It's really the Asia Pacific that is driving the requirements for sand. Now you might think there's plenty of sand around. There's plenty of sand on the beach, but it's not suitable. That's predominantly calcium carbonate. It's Marine based. And you might look at the silica deserts around the world. Sahara's got plenty of sand in it. But you'll notice it's an orangy red colour and that's because of iron. Now, iron is the enemy of making glass. It's not inert. So you're really looking for higher quality sand to go into... particularly glass making.
Foundry industry in Asia, it's growing like crazy. The automobile industry in Asia and particularly China, has phenomenal growth at the moment. But our market's really at the moment... that we're chasing, is the glass industry and the Foundry industry.
If we look at the next slide,
Arrowsmith North and Central are about 20 kilometres apart. They sit about eight kilometres inland. These are not coastal dunes. These are dunes that are being eroded from the granite hinterland. So they are predominantly silica. Quarts. If you like, quartz grains and there's a little bit of aluminium and iron and titanium in there as well.
But these are very big projects. They're going to last a long while and they'll use existing infrastructure. Not just rail lines, but they're near power lines as well. We will develop these one at a time. Arrowsmith North will be first cab off the rank. We've already completed the environmental review document. That'll go in first. Because it's such a large area, we've been able to select an area that is relatively environmentally benign. And we've also developed a method, it's called VDT. Vegetation Direct Transfer, whereby we remove a solder material for rehabilitation immediately after mining. We're looking at, as I said, more off-take coming up.
If we have a quick look at the next slide,
It's very difficult to get independent assessments of silica, sand pricing. And also the consumption. We know the consumption is going up 5% to 6% per year, which will easily take our production. But, really the story... and it's extremely difficult to research this, but the story really is about the supply. Now the supply of sand is getting more and more difficult, as environmental conditions on dredging slowly exacerbating the supply side. The sand pricing. It's a steady increase, and really that's a function of the supply.
Look at the next one.
This next slide, have a look at it. It's on the ASX this morning. Really, unfortunately it's dominated by China, but it's also extremely large use in the other Asian countries as well.
Our project timeline or the next slide...
As long as the government agencies operate as well as they tell us that they're operating it, we should be okay. And currently, we have submissions in there and they're being reviewed now.
If we look at the next bit here...
When we look at the economics here, for the amount of CapEx, you can see why the IRR is so high. They potentially make quite a bit of money out of a plant over a long time. Muchea is higher because it's better quality. And in fact, all these sort of returns on these things, are basically because of the quality. So Muchea is into the ultra clear market, Arrowsmith North into the flat and container market, and Arrowsmith Central also in the flat container market.
Have a look at the next one.
As I said, the criteria of these was the rail network. They're actually adjacent to... both projects are adjacent to Brand Highway, which is one of the major highways running north of Perth. And, it's got a rail and gas pipelines that run directly by it. So, we'll be able to access the gas for potential future glass making, and also for power.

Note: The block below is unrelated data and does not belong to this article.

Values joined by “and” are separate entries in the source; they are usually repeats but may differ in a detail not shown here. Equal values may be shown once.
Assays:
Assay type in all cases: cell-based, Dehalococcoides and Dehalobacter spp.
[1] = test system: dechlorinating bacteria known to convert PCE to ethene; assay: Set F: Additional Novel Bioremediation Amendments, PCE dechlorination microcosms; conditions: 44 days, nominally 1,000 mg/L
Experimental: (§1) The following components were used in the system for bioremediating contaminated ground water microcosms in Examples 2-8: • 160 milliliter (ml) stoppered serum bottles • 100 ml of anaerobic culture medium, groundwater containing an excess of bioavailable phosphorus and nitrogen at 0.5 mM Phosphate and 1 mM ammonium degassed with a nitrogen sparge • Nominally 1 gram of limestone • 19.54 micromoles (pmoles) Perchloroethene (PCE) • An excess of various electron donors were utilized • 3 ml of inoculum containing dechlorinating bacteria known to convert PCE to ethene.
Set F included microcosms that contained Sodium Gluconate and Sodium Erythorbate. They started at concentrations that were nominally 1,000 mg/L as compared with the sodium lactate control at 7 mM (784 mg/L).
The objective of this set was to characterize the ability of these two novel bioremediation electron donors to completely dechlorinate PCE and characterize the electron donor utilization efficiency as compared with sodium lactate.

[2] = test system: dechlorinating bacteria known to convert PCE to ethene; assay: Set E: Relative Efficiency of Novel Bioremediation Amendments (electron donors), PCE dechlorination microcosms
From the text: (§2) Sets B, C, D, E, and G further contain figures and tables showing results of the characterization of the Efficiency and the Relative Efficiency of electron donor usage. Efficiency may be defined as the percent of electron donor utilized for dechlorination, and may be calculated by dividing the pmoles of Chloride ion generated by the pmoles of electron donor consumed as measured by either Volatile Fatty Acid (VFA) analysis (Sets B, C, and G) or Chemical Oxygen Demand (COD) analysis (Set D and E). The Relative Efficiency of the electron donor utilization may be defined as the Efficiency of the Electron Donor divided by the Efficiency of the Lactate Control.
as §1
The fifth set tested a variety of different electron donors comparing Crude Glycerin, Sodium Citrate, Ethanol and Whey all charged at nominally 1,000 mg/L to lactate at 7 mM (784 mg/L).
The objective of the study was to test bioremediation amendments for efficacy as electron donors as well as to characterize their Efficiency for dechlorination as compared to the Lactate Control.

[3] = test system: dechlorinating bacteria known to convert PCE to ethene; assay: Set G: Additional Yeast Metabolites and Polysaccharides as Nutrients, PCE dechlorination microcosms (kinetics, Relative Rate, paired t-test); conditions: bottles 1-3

Look at the next one.
There's a bit of detail on here. It's worthwhile having a look at, but really, it stands up very well to any bulk commodity. So, especially for its CapEx. So we've got a number of different products we produce from each project and their pricing is different. As I said, we've used conservative pricing here.
And if we look at the next one,
The margins are pretty good. It cost us about $20 a ton, and we're selling for, anywhere between $45, $50 and some of it, up to about $60 a ton. So there's a $20, $25 up to $40, $45 margin. Which, is a good return on this sort of project.
The processing on the next slide is very simple.
We're not inventing the wheel here. Most of the equipment is out of the mineral sands industries. So, the engineering support here in WA is very good. The availability of this equipment is very good. And basically it's putting off the shelf equipment into a frame. So it's screens, cyclones. And one of the keys here is attritioning cells. Which is the key in fact, to our processing.
Look at the next one.
Fortunately, we've been able to set up the mining and the processing so it has the least environmental impact. We've already got agreements in place with Aboriginal groups and the tenements are on the process of being granted now. But we can keep the impact as low as possible and particularly with our mining method. And there's a description of the mining method actually on the website as well.
Look at the next one.
Really the investment highlight here is, it is potentially we are a strategic silica sand producer. The largest single production exporter in the world in fact is in Northern Queensland. And that's Cape Flattery, which is owned by Mitsubishi. They're the largest by far, and it's very high quality. And there's some other smaller producers as well, but we can look to be a significant player in the silica sand export industry.
Economics are great. CapEx well within our reach. Not difficult to finance, we would think at this sort of price. And we think the outlook is getting better and better every day. The supply side of the equation is really affecting the whole industry.
Next slide here,
If you want a bit of detail, there's some resources in reserves. And of course at the very end is our disclaimer, which you can read at your leisure. Thank you very much.